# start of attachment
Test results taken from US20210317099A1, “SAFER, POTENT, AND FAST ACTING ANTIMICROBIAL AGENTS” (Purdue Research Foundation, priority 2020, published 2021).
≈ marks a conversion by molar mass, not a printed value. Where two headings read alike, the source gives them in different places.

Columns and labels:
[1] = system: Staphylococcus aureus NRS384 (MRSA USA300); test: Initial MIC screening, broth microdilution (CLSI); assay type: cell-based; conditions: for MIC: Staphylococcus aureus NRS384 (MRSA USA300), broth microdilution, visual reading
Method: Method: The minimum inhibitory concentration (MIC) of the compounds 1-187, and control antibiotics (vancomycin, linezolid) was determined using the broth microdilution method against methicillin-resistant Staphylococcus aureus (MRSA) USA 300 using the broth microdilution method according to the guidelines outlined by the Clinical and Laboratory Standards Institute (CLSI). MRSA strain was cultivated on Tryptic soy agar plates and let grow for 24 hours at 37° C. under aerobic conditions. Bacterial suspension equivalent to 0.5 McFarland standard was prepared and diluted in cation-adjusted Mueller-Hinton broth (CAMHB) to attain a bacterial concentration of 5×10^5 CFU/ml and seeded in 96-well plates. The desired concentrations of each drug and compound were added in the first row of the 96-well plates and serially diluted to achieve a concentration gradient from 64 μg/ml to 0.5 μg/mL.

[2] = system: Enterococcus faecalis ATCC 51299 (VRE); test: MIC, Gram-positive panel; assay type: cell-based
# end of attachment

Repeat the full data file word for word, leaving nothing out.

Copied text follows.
Test results taken from US20210317099A1, “SAFER, POTENT, AND FAST ACTING ANTIMICROBIAL AGENTS” (Purdue Research Foundation, priority 2020, published 2021).
≈ marks a conversion by molar mass, not a printed value. Where two headings read alike, the source gives them in different places.

Columns and labels:
[1] = system: Staphylococcus aureus NRS384 (MRSA USA300); test: Initial MIC screening, broth microdilution (CLSI); assay type: cell-based; conditions: for MIC: Staphylococcus aureus NRS384 (MRSA USA300), broth microdilution, visual reading
Method: Method: The minimum inhibitory concentration (MIC) of the compounds 1-187, and control antibiotics (vancomycin, linezolid) was determined using the broth microdilution method against methicillin-resistant Staphylococcus aureus (MRSA) USA 300 using the broth microdilution method according to the guidelines outlined by the Clinical and Laboratory Standards Institute (CLSI). MRSA strain was cultivated on Tryptic soy agar plates and let grow for 24 hours at 37° C. under aerobic conditions. Bacterial suspension equivalent to 0.5 McFarland standard was prepared and diluted in cation-adjusted Mueller-Hinton broth (CAMHB) to attain a bacterial concentration of 5×10^5 CFU/ml and seeded in 96-well plates. The desired concentrations of each drug and compound were added in the first row of the 96-well plates and serially diluted to achieve a concentration gradient from 64 μg/ml to 0.5 μg/mL.

[2] = system: Enterococcus faecalis ATCC 51299 (VRE); test: MIC, Gram-positive panel; assay type: cell-based